### What does speed mean?

#### ProMole

• Posts: 80
Here's an information I've found oddly hard to discover: what does speed mean in Stencyl?

Here's the thing, we can set the speed of an object, be it by setting the x and y components or the value and directoin, but what does that value mean? What is the unit here? Is it pixels per second? Pixels per 60 frames(or whatever is the actual fps)?

I had to find a way to create new rows of blocks in my game, but I had no idea how to figure out when they would be aligned, or when they would have walked one tile high. I ended up creating an invisible object at the same speed and tracking its position. It's... clunky, but worked.

I just can't find it in the docs, and the forum search gets a load of stuff that's unrelated so I just had to ask. =/

#### LewCorp

• Posts: 163
I think speed is measured in Pixels per Second, if you look at an Actor moving when the speed is set to for example 1, then you can sell that every time it moves, it looks as if it is only moving about a pixel.

#### Photon

• Posts: 2691
1 Unit of Speed = ~10 Pixels per second
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#### ProMole

• Posts: 80
So, with the daze of getting a game done with a tight deadline gone I finally sat down and devised a test to find that out by myself. The answer is interesting.

Speed = pixels / 10 frames.

Yep. Speed 16 means 1.6 pixels per frame, or 16 pixels per 10 frames. This means that in the ideal 60fps game an object will move 6 times faster than its designated speed.

That makes predicting position pretty hard, thus, but it was even worse: because my object speeds were not multiples of 10(16, for example), slips were common because floating point operations are tricky. Redesigning the parameters to be multiples of 10 or 5 let me get rid of some weird gaps between rows of blocks.

So now we know.

#### Photon

• Posts: 2691
I think your calculations are off. I'm not the only user who has tried to figure out speed, and from what I've seen we all have come to approximately the same result: 1 unit of speed equals 10 pixels per second.
Do NOT PM me your questions, because I likely will not respond. If I have replied to your question on the forum, keep using that topic. Thanks!

#### ProMole

• Posts: 80
Ok, so let me tell you what I did.

1) I created an Actor. A ball. It has no behaviors, no physics.
2) Created a scene with a behavior.
3) In this behavior, I create 5 balls, each with speed 16 units bigger than the previous, starting with 16. Thus, 16, 32, 48, 64, 80. All start on x 0.
4) Then in the update event I set the behavior to print out the position of each of the balls, for the first 5 updates.

Here are the results:

The conclusion I get is still the same: 1/10 of speed per frame. There you go.

#### Photon

• Posts: 2691
An actor's real position can't have decimal places; I'm not sure what you are printing.

Can you screenshot the code you are using to manipulate the balls and print the information?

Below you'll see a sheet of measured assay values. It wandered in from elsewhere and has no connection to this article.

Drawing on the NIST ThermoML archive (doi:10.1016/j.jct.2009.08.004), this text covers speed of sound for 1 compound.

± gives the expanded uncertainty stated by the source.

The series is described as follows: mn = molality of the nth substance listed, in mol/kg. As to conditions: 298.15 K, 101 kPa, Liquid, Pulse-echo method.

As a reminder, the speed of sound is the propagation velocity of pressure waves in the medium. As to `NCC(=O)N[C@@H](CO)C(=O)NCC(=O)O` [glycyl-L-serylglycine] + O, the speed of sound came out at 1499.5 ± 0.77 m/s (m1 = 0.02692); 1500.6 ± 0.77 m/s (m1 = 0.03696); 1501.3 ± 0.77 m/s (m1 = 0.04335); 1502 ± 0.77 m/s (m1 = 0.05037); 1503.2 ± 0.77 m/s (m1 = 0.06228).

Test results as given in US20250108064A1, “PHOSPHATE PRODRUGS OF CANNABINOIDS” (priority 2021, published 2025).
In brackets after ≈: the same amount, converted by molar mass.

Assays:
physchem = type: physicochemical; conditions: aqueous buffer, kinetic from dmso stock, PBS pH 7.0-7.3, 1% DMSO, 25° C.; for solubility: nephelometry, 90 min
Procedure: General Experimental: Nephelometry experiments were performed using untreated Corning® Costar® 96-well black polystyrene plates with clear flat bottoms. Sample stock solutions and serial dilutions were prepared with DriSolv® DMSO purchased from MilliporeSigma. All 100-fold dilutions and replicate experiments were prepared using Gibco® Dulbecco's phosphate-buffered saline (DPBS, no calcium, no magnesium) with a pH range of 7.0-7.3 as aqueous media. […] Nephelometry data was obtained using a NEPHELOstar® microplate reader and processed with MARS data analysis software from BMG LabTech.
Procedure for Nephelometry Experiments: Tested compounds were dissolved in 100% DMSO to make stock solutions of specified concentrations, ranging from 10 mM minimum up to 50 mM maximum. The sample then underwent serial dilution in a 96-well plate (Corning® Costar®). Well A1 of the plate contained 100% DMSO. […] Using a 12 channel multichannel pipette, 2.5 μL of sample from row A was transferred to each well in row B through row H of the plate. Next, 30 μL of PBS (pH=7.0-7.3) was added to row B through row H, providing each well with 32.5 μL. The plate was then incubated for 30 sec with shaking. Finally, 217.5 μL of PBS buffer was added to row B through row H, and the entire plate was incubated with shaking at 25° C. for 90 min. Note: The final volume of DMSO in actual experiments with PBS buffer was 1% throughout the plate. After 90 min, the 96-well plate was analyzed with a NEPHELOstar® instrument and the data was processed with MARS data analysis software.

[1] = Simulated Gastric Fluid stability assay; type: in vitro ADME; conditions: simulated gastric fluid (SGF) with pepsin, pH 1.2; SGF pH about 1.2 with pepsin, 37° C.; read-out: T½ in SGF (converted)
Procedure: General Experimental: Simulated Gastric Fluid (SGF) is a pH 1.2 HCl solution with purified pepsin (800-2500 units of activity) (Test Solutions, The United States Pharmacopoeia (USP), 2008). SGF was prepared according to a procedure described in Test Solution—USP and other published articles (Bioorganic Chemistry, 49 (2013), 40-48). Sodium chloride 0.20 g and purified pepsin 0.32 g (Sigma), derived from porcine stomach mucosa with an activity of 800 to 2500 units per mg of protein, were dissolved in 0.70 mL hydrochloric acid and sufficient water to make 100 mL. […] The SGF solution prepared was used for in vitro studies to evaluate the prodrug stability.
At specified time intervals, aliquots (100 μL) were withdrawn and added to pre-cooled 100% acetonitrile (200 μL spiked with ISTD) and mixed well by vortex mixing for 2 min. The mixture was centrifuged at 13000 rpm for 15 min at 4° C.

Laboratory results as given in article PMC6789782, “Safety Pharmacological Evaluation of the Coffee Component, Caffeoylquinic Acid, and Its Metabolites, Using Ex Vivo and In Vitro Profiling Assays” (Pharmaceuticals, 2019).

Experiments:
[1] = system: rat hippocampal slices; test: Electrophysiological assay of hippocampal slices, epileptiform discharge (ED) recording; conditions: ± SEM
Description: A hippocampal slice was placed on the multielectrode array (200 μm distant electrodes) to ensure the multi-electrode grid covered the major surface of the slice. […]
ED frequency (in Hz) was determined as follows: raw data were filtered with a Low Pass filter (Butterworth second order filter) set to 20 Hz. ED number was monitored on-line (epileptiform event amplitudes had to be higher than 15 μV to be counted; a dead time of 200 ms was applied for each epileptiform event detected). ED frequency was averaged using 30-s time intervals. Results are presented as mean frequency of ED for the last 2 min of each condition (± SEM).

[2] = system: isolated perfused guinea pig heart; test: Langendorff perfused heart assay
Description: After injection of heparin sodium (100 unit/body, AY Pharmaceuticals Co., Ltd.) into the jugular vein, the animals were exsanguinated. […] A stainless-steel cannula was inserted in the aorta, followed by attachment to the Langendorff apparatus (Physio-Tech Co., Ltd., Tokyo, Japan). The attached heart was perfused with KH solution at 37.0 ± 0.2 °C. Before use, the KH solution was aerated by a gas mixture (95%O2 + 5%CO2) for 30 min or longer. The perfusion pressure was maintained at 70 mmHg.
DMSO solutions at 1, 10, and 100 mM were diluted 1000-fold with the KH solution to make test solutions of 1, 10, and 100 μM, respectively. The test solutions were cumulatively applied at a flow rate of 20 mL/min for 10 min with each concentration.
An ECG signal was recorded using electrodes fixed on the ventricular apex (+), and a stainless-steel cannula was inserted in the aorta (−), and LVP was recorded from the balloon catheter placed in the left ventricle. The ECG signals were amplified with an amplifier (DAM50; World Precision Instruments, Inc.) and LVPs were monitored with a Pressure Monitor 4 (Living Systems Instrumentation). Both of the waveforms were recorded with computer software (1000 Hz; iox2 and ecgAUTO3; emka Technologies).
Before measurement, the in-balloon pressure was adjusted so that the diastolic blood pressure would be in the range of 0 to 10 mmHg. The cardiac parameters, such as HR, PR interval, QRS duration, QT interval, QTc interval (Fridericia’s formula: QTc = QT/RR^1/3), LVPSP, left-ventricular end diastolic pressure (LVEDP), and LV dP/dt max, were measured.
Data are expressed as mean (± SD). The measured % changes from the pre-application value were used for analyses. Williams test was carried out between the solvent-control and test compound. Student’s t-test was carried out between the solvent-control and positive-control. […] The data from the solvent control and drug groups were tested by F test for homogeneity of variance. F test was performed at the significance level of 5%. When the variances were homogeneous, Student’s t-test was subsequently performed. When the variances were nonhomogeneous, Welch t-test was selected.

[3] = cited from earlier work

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#### Hectate

• Posts: 4643
Floating point errors can introduce them though. Always fun when you have a check like "x ==z" and it doesn't work so you print the value and it's like z.9999999 instead.
 :: Patience is a Virtue,But Haste is my Life.
Proud member of the League of Idiotic Stencylers; doing things in Stencyl that probably shouldn't be done.

• Posts: 1795
Proud member of the League of Idiotic Stencylers! Doing things in Stencyl that probably shouldn't be done.

#### Photon

• Posts: 2691
Been calculated before: http://community.stencyl.com/index.php/topic,22847.msg131891.html#msg131891
Not sure if there's a difference, but that's referring to when using the "slide" block.
Do NOT PM me your questions, because I likely will not respond. If I have replied to your question on the forum, keep using that topic. Thanks!

• Posts: 1795
Been calculated before: http://community.stencyl.com/index.php/topic,22847.msg131891.html#msg131891
Not sure if there's a difference, but that's referring to when using the "slide" block.
In that post my reply stated that using slide with no effects (bounce in/out etc) is the same thing as setting X Speed for an actor. I had at the time made a simple test where one actor was moving with a slide block and one was moving with a x speed block and they both moved at the same time.
Proud member of the League of Idiotic Stencylers! Doing things in Stencyl that probably shouldn't be done.

#### ProMole

• Posts: 80
There you go, this is the code.

Code: [Select]
public dynamic class StartBalls extends SceneScript
{
//Expose your attributes to StencylWorks like this
[Attribute(id="1", name="Display Name", desc="An Attribute")]
public var attributeName:String;
//Then in the constructor or init(), add it to the nameMap like this
//nameMap["Display Name"] = "attributeName";
//This lets API calls using attribute names to use the display name

//Do all actor initialization here

var balls:Array = new Array();
var frames:int = 5;

override public function init():void
{

for (var i:int=1; i <= 5; i++)
{
var thisBall:Actor = createActor(getActorTypeByName("Ball"),0,32+i*32,MIDDLE);
thisBall.setXVelocity(i*16);
balls.push(thisBall);
}
}

//This is executed every frame of the game
public function update(list:Array):void
{
if (frames > 0)
{
for each (var ball:* in balls)
{
print(ball.getX());
if (ball.getX() > 320)
balls.remove(ball);
}

print("----------");
frames--;
}
}

public function draw(list:Array, g:Graphics, x:Number, y:Number):void
{
}

public function handleCollision(list:Array, event:Collision):void
{
}

//Leave this alone. Do your initializing inside init()
public function StartBalls(ignore:*, scene:GameState)
{
super(scene);
}
}